I don’t really like the phrase “old home place” but I guess it’s the most appropriate way to describe it.
Anyway, I drove by the “old home place” earlier this week and it was easy to see that the colors of fall, which add a very special value to the property in October, are now gone. In their place, the browns of winter are already settling in. Although the leaves were still bright in the morning sun, they no longer displayed the array of colors that I now realize I took for granted during my youth, when I lived right in the middle of all that beauty each autumn.
It’s funny where you mind goes in instances like that. Driving by, I realized those were same winter browns that would be in place come late December. Thus the same winter browns I recognize from so many old Christmas morning photos taken in the front yard of that home place; photos of boys on new bikes or boys shooting new BB guns. Or perhaps, photos of boys doing both. On those mornings, the browns of winter were full of Christmas magic.
They say you can’t go home again and honestly, I’m not sure I really need to. So I did not stop at the empty house. However, I think its okay to brush up against the old home with a drive-by once in a great while. Anymore frequently than that and I might take it all for granted again.
It’s also been said the sense of smell can trigger memories more strongly than any other sense. But on this morning, it was a sound, or at least the remembrance of a sound, that shuttled me back in time 30 years. It was the squealing of school bus brakes. That sound somehow filled my ears as I drove past the spot where Bus Number 5 used to stop on that old blacktop road (it wasn’t striped in those days).
For restless riders who spent waaaay too much time on a school bus in the afternoons, the squealing of school bus brakes was the sound of home. When that squeal happened in front of your house, boy oh boy, you knew you were mere minutes away from an after-school snack and another episode of Gilligan’s Island.
In our case the bus actually stopped around the corner from our house; sort of equal distance between the neighbor’s house and ours. But that was fine; back then we were thin enough to slip through the space between the end of our chain link fence and the first post of the barbed wire fence. Once through, it was every man for himself as we raced down the hill to the front door.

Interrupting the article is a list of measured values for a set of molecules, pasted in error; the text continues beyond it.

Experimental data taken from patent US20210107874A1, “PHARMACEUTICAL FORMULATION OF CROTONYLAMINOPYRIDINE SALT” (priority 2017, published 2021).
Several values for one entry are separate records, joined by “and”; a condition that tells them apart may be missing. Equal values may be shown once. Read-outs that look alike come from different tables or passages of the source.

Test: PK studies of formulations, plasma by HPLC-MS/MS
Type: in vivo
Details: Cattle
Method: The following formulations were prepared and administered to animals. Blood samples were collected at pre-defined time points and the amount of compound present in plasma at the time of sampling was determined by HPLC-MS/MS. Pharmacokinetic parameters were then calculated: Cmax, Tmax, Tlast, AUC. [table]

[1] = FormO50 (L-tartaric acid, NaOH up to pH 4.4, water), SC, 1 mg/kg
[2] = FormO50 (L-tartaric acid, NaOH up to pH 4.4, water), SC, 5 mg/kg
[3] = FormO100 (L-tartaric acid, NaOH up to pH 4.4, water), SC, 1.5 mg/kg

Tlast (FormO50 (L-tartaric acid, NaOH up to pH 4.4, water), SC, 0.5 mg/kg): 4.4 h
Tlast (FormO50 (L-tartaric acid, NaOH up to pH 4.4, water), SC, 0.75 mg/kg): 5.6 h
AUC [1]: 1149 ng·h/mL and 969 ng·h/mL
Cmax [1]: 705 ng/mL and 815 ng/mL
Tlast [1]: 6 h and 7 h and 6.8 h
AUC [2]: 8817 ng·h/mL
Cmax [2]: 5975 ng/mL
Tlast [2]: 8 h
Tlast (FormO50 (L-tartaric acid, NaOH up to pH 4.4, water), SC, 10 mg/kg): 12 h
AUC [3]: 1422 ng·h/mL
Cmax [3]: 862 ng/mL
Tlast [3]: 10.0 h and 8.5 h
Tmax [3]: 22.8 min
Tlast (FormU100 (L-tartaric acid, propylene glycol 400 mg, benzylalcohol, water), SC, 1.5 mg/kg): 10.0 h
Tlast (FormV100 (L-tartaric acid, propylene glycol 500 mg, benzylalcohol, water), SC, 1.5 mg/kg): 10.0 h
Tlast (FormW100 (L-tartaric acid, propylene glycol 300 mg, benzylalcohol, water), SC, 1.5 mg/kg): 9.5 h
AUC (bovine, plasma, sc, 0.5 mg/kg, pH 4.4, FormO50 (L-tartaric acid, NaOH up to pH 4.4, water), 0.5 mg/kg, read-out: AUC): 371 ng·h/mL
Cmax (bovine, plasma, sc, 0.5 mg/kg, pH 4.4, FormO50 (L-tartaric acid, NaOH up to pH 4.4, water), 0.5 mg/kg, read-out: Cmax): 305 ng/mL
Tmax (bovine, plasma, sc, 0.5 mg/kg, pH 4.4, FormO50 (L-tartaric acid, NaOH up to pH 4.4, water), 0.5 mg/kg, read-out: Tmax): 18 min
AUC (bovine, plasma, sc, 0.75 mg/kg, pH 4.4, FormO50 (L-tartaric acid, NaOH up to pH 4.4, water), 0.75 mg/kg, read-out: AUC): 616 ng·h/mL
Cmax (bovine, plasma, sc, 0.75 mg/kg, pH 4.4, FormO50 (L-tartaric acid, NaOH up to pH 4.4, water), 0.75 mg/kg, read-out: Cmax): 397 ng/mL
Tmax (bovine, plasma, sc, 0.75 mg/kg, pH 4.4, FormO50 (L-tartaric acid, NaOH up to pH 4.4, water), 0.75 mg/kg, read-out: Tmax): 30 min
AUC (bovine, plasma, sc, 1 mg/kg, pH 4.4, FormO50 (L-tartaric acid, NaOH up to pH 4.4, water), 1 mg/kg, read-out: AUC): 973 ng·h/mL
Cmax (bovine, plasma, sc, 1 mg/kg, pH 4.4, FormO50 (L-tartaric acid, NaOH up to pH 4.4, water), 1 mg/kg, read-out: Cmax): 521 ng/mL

And what about that front yard we raced through? As I drove by it, I brushed up against another memory of those BB guns and the hollow, metallic thud sound made when a BB would strike a pop can. Somewhere in that yard, I thought, are thousands of BBs shot from dozens of different guns over the years. Buried there beneath the grass are the teeny tiny reminders of three boys who passed many an hour taking aim at Pepsi cans, perched on a flat rock out by the propane tank; each BB representing a brief moment from my happy childhood.
Of course, the memory of one sound leads to another. Also buried in that yard is one red aluminum arrow, used only once. Standing on the west end of the yard, I pulled back the bowstring and let the arrow fly towards the target on the east end. It skipped on the ground (so much for my archery skills) and was never to be seen again. I remember the rattling sound as the arrow skipped into the leaves and the rocks. I hunted for what seemed like hours for that arrow but to this day, it still eludes me. (By the way, I never looked for a single BB :)
There are plenty of other sounds to recall; sounds that still hang over that yard. Sounds like a tennis ball hitting the side of the well house so that a 12-year old baseball player could dive for it on the rebound. Sounds of dogs barking all night (dozens of dogs over the years), sounds of the wind blowing through the trees in the backyard, sounds of me arguing with my brothers after a particularly heated game of wiffle ball, the sound of a basketball’s thud as it was dribbled on the dirt and rock driveway and the sounds of a thousand other moments spent somewhere between the front porch and road.
No, I didn’t stop at the old home place, but I sure heard it as I drove by.